Where Cool Waters Flow
Four Seasons with a Master Maine Guide
by Randy Spencer
Softcover, Maine Nonfiction
Where Cool Waters Flow is available on Amazon's Kindle.
Named BEST BOOK OF 2010
Outdoor Writers Association
ABOUT THE BOOK
Master Maine Guide Randy Spencer knows the lakes, streams, and woodlands around Grand Lake Stream, Maine like few others. He has learned the ways of the old Maine Guides from the proper way to prepare shore lunches, to where to find the best salmon and bass, to how to survive in the wilderness from some of the area's local legends. Now, in his first book, Where Cool Waters Flow, Randy puts you in the casting seat of his Grand Laker, introduces his many "sports" who come from miles away to decompress, brings you out on the trail during fall hunts, and takes you on many other adventures as only an insider can.
"Spencer's book, quite simply, is the rare local volume that I can honestly recommend with the highest praise a fellow writer can muster: I wish I'd written it. But I couldn't have.
Spencer's prose is clean, quick and witty. He successfully transports readers from their living room easy chairs to the wilds of Grand Lake Stream, and does so without bombarding them with strings of adjectives designed to paint the picture he sees in his mind. Instead, like the songwriter he is, he picks his words judiciously, commits to them and makes them do his bidding.
And the result is a stunning portrait of a truly special place, illuminated by the people who live for their yearly visits to those remote Maine woods. You may find a better Maine book than Where Cool Waters Flow. You may find a better outdoor book. You may. I haven't."
John Holyoke, Bangor Daily News
To say that Randy Spencer has written a nice book about Maine is not to damn him with faint praise. Nice is not a backhanded term for blandness, but an umbrella that covers such vastly underrated virtues as good manners, good humor, and good company. Spencer provides all three in Where Cool Waters Flow as well as a portrait of one of Maine's most beautiful and beguiling villages: Grand Lake Stream.
Roberta Scruggs, Down East Magazine
Where Cool Waters Flow will take anyone with the love of hunting and the outdoors away from it all for a little while, onto Grand Lake Stream with someone who knows its every ripple and rock who knows full well what people mean when they want to 'get away from it all.'
He knows where and why and when to share, when to spin a yarn or a paddle or a fly ... and when not to. He's been there he may have done that, but he'll take you along if not for real, then on the page.
Marilis Hornidge, Lincoln County News (Damariscotta, ME)
ABOUT THE AUTHOR
Randy Spencer is a Master Maine Guide, which means he is qualified and certified by the State of Maine to guide clients on fishing, hunting, or recreational adventures, although Randy's specialty is fishing.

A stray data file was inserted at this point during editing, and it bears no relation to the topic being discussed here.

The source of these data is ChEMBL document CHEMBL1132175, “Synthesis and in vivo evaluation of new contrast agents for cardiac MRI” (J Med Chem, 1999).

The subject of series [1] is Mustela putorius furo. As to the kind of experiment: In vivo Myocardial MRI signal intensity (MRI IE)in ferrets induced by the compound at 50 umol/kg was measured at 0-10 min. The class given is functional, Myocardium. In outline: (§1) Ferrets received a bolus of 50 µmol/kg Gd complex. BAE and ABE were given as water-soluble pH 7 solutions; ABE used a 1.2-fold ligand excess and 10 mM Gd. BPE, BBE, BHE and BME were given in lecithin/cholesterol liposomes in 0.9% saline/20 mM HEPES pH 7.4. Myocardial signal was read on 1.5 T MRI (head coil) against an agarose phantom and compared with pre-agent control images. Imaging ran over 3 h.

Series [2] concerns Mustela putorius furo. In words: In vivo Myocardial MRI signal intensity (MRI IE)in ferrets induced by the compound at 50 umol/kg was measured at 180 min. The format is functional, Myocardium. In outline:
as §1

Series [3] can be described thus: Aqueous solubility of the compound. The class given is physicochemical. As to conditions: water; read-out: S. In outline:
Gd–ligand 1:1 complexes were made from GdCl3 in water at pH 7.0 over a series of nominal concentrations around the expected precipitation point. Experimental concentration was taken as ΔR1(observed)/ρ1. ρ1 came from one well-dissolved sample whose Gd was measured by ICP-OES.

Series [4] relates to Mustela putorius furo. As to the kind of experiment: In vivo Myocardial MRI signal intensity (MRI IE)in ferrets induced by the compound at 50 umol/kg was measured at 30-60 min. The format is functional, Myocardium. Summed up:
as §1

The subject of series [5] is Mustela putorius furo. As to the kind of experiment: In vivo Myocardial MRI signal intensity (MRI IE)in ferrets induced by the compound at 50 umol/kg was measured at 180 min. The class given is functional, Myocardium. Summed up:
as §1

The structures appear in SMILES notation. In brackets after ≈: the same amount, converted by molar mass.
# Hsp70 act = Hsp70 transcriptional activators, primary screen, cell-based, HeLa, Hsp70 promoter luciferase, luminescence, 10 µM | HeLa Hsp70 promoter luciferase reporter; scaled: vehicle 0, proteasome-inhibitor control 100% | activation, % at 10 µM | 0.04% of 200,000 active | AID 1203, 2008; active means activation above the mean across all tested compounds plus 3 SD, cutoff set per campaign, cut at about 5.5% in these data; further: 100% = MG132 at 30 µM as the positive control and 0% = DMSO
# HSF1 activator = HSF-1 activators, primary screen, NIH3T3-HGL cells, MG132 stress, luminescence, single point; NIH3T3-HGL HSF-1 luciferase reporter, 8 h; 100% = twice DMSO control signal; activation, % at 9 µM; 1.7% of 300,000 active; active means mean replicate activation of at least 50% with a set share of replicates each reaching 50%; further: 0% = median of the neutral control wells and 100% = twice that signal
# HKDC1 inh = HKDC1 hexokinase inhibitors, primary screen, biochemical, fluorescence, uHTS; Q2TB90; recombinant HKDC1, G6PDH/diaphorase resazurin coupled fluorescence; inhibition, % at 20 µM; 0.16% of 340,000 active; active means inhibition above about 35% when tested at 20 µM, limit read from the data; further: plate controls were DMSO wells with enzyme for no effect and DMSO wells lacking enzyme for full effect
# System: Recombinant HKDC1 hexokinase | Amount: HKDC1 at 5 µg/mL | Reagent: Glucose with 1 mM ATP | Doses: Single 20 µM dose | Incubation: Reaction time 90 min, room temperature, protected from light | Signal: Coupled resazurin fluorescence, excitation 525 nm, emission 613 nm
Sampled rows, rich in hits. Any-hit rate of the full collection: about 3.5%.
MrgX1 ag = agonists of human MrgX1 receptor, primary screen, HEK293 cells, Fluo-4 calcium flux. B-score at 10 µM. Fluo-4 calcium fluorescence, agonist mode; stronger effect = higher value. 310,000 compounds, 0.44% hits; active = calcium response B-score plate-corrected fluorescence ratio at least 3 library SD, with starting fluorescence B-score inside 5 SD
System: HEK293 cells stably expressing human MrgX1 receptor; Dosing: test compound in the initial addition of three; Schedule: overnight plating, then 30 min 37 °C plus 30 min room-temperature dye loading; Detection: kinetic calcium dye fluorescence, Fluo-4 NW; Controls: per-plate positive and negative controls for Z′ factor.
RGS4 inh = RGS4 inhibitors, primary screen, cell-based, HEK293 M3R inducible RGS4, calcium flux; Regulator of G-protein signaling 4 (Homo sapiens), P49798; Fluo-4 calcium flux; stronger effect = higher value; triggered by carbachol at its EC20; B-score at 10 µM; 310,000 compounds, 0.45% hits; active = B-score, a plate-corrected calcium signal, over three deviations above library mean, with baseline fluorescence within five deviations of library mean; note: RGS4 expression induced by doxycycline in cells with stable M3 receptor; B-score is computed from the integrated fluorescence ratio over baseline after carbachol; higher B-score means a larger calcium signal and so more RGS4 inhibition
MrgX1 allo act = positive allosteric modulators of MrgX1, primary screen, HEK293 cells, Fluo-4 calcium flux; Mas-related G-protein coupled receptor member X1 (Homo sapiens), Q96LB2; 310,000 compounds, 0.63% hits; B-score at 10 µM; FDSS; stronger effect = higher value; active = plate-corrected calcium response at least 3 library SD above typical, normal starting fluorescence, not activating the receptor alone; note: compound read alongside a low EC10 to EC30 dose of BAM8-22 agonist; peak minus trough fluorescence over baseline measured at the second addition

Randy's guiding business is based in the remote eastern Maine town of Grand Lake Stream, home to some of most beautiful scenery and some of the best fishing in the nation. Randy also maintains a home in Holden, Maine. In addition to guiding, Randy is a talented singer/songwriter who has released five CDs, including his latest, Footprints in the Sand. In fact, he regularly writes a column for the Northwoods Sporting Journal that is titled "The Singing Maine Guide." He is also a freelance writer for other outdoor publications. In 2008, Yankee Magazine named Randy one of the "25 People You Need to Meet Most This Summer" and Portland Magazine named him one of the "10 Most Intriguing People in Maine."
"You'd be hard pressed to find a stronger, or more vocal, advocate for the glories of life in the Maine North Woods than Randy," wrote Maine humorist, Tim Sample.
Where Cool Waters Flow, which essentially covers a year in the life of a Maine Guide, is Randy's first book.
I don't know how long I sat on my guitar case on the Grand Lake Stream town dock that June afternoon thirty-six years ago. I wondered how I was going to make the final twelve miles of a journey that began eighteen hours earlier in Maryland, but it didn't seem like an emergency. The view stretched forever and I was lulled.
There wasn't a soul in sight until an orange Duratech emerged from a cove across the way and moved toward me. As the boat approached the dock it turned broadside to reveal a bedraggled, sixty-ish man with an even more bedraggled Pug pooch in his lap.
"Can you play that thing?" he hollered over the outboard.
I nodded and gave him a thumbs up.
"Where ya goin'?"
"I'm supposed to be at Darrow Camp today, but I don't know how I'm going to get there."
The man Warren Arthur Whiting got up and weighed the boat's fuel tank in his hand.
"Tell ya what. You play, the dog and me'll listen, and if you're any good, we'll get you to Darrow's."
This looked like the only game in town, so I threw my lot into the hands of a complete stranger, never bothering to ask what might happen if I didn't pass the audition.
Stepping into that orange boat was one of the most fateful decisions of my life.
Want more? Read the complete prologue to Where Cool Waters Flow.